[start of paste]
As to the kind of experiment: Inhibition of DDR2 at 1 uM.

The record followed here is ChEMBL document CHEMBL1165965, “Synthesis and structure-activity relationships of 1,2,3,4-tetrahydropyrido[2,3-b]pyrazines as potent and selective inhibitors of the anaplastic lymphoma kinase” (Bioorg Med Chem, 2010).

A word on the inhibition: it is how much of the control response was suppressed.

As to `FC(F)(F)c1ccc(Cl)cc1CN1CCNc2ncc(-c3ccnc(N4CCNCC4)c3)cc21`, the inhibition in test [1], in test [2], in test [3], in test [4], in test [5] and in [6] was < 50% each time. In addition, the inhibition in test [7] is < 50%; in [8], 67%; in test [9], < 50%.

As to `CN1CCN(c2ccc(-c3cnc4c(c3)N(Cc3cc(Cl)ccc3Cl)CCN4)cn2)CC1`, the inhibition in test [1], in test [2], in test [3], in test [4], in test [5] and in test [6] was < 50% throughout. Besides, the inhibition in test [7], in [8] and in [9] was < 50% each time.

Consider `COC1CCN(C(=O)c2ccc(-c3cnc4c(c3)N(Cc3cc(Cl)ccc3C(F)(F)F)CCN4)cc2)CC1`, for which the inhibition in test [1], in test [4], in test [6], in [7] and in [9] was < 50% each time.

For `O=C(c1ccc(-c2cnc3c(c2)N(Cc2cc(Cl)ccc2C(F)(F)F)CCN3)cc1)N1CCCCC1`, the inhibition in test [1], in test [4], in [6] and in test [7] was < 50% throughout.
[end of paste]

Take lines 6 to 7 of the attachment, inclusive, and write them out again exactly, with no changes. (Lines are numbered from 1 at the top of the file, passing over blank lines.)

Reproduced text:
Consider `COC1CCN(C(=O)c2ccc(-c3cnc4c(c3)N(Cc3cc(Cl)ccc3C(F)(F)F)CCN4)cc2)CC1`, for which the inhibition in test [1], in test [4], in test [6], in [7] and in [9] was < 50% each time.

For `O=C(c1ccc(-c2cnc3c(c2)N(Cc2cc(Cl)ccc2C(F)(F)F)CCN3)cc1)N1CCCCC1`, the inhibition in test [1], in test [4], in [6] and in test [7] was < 50% throughout.